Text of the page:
For head coach Mark Mazzoleni, in his second year at the Crimson helm, the shutout victory calmed a lot of nerves while answering critical questions as to where the team stands in its development.
“We’ve made a major improvement in our team from last year to this year up front in regards to team speed,” Mazzoleni said. “It’s something that we’ve stressed from the standpoint of the way we want to play, forechecking-wise — by pressuring the puck — and in our transition game to get the puck as quickly as we can in the offense’s hands.
“We’re also letting them play a little bit more up there. There is structure there, but not anywhere close to what we did last year. We’re letting them use their creativity a lot and they just have to be responsible with the puck.”
Although Jonas posted the shutout victory, the Crimson continues to struggle along the blue line. Injuries to junior Graham Morrell and freshman Kenny Smith forced Mazzoleni to dress only five true defensemen against Brown. To make matters worse for Harvard, the team lost freshman Dave McCulloch during Saturday’s game to a knee injury.
“It’s scary. When McCullough went out with the knee, we were down to four,” Mazzoleni said. “There’s a chance that will get Graham Morrell back [this weekend] and Kenny Smith back the next, and that’s what we need. We need to get our health back on the blue line. Of all the positions we said that we couldn’t have injuries, that’s the one.”
Had Yale not delivered two huge wins this past week, Brown would have been handed the title of upset team of the week. After a lackluster, offensively-anemic performance against Harvard on Saturday, the Bears came back the following night and pounded out a 5-1 win over Providence.
Brown has had the Mayor’s Cup edge as of late, winning five of the last six games against its crosstown rival, and this season it was no different. The Bears scored five goals and held Providence — which had scored at least four goals in each of its games this season — to only one goal, including an 0-for-6 performance on the power play.
“I think we are a pretty well-balanced team. We don’t have anyone who is a super-superstar, but we don’t have anyone who is real weak either,” said Brown head coach Roger Grillo. “We are strong from top to bottom and I think that what we can do is keep coming after people, keep competing and hopefully we can wear them down.”
Against Providence there were five different Brown scorers, which is a welcome sign for Grillo — who has repeatedly said that he expects a lot of the offensive burden to be picked up by seniors Doug Janjevich, Matt Kohansky, Jon Zielinski and John Petricig.
“The big key for us and the big question mark for us here at Brown the past couple of years has been scoring,” Grillo said. “We need somebody to step up and pop a few for us. We have the guys to do that. Some guys just need to step up.”
They did exactly that on Saturday night, but the Bears will face a big test this weekend against Dartmouth and Vermont.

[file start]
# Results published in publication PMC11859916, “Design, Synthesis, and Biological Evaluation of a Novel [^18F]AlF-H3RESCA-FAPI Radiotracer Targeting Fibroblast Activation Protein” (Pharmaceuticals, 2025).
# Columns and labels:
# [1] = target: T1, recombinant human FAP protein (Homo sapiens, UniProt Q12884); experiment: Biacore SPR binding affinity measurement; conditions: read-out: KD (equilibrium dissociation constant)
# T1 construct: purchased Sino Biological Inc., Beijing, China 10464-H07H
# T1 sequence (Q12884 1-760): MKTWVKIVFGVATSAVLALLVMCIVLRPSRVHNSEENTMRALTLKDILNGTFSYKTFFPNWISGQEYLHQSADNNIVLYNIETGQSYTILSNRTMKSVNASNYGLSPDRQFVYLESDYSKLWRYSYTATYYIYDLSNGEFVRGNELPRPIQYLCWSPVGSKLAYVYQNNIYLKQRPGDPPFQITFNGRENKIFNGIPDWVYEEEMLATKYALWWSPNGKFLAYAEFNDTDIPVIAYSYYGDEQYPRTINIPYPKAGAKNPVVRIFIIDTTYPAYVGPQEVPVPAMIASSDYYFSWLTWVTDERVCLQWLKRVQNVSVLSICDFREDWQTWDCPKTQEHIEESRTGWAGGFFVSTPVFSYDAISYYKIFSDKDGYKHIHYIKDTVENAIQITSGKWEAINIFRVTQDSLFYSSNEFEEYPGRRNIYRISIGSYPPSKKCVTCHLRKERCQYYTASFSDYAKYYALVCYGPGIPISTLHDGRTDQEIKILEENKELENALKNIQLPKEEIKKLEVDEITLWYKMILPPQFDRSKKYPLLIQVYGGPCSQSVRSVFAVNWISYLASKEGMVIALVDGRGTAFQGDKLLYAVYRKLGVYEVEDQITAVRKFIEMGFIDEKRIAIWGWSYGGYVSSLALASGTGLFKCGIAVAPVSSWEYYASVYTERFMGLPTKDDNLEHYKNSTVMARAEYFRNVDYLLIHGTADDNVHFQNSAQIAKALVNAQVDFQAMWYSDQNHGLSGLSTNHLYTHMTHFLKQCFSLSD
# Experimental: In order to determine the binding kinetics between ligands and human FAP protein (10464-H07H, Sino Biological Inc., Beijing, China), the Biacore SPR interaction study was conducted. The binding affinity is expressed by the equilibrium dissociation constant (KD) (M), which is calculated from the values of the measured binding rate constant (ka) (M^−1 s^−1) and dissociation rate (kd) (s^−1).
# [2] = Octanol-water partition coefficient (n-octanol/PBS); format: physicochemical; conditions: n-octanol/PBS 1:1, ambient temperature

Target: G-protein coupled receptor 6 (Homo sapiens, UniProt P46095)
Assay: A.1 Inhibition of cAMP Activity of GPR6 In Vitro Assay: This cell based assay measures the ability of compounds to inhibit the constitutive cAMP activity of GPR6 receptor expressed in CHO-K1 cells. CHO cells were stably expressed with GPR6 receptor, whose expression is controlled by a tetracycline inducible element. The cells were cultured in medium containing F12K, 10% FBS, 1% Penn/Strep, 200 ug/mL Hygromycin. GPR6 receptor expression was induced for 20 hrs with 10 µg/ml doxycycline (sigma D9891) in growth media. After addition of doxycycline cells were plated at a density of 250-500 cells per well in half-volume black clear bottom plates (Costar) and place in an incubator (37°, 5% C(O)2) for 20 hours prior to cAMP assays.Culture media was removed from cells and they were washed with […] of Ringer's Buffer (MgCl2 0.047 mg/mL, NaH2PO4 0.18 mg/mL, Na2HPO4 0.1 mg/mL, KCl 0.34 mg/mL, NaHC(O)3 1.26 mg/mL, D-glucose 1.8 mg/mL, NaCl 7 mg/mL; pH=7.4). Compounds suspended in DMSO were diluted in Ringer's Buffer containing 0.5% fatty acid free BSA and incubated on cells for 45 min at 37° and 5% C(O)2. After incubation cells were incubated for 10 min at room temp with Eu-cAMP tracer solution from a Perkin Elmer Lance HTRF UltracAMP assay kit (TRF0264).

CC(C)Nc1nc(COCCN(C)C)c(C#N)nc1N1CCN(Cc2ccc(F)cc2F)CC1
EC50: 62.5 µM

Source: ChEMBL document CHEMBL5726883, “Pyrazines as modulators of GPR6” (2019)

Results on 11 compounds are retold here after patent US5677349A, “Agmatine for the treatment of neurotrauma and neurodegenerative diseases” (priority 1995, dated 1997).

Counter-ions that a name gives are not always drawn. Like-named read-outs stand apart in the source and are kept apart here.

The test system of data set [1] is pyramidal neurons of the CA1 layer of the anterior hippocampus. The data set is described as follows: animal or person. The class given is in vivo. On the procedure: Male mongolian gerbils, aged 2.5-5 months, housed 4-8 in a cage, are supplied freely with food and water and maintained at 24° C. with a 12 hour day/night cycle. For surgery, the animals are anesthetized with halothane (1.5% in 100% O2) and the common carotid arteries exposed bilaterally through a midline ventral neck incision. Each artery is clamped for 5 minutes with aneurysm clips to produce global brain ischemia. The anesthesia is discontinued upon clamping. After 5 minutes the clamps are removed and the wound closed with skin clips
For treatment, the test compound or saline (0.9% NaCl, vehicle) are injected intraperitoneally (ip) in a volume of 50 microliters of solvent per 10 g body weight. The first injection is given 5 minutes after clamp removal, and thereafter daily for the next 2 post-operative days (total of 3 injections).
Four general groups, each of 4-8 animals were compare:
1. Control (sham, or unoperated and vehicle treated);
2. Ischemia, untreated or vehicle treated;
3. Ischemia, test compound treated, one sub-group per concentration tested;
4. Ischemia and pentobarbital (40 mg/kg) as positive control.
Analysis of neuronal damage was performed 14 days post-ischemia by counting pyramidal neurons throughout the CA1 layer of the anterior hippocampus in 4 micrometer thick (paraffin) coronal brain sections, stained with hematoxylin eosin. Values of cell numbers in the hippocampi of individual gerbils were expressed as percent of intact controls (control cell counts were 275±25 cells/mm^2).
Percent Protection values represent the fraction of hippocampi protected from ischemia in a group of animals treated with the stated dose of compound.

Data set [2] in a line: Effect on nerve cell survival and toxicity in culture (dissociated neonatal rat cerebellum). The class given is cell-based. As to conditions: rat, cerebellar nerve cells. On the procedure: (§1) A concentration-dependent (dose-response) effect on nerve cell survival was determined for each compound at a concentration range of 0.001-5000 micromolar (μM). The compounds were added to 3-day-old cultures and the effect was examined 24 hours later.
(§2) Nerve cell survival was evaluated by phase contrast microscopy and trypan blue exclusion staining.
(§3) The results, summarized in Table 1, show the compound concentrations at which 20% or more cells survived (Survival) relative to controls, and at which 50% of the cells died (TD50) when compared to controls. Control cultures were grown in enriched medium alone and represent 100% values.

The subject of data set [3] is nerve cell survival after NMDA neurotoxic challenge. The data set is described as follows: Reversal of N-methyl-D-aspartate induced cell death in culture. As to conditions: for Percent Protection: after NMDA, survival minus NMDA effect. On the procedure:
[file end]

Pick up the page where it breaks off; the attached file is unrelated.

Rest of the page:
Cornell/Colgate at Union/Rensselaer
These four teams played four games this past weekend and an ECAC team lost all four times. Cornell was defeated by Sacred Heart, Colgate was swept by Ferris State, and in an ECAC contest, Union upended Rensselaer.
The biggest game of note was Cornell‘s loss to Sacred Heart. The Big Red became the first member of the “Big Four” conferences to lose to a MAAC team. It was inevitable, but no one wants to know that it’s their team that goes down in the record books.
“We really should have played our type of game against a team like this,” said forward Sam Paolini. “We were the favorite and we should have taken it to them.”
Colgate went out to Big Rapids and came home with two losses at the hands of Ferris State. The Bulldogs picked up their first two wins of the season at the Red Raiders’ expense.
The losses dropped the Raiders to 0-3-2 on the road, not good news for Colgate fans when you consider that the team will again be on the road for the sixth and seventh time in eight games.
The Red Raiders will likely be without Sean Nolan and P.J. Yedon for this weekend’s games; both are listed as doubtful with hip and knee injuries, respectively.
Union is out to a quick start in the ECAC with a 1-0-0 record after defeating Rensselaer on the strength of four power-play goals, 4-2. It was a nice return after getting blown out by Providence, 8-0, in the previous game.
“Nothing went right in that game,” said head coach Kevin Sneddon. “Our team fell apart and we tried to stay together. We learned a lesson: any time it’s a new year you have to go through the process, and it’s a good thing we learned that lesson early on. We got beat up a little bit and we were better for it.”
Rensselaer was on the other end of that loss, a frustrating evening for head coach Dan Fridgen and his Engineers. The Engineers did not capitalize on three five-on-three opportunities and gave up those four power-play goals.
“All the little things we had to do to kill penalties, we didn’t do,” Fridgen said. “Those things are going to happen when you have a young team. You got a guy down on the backside and we didn’t do a good job of rotating. Man, it was a horror picture.”
Thanks to J.V. Anderton, David Sherzer, Adam Wodon and Jim Connelly for their contributions this week.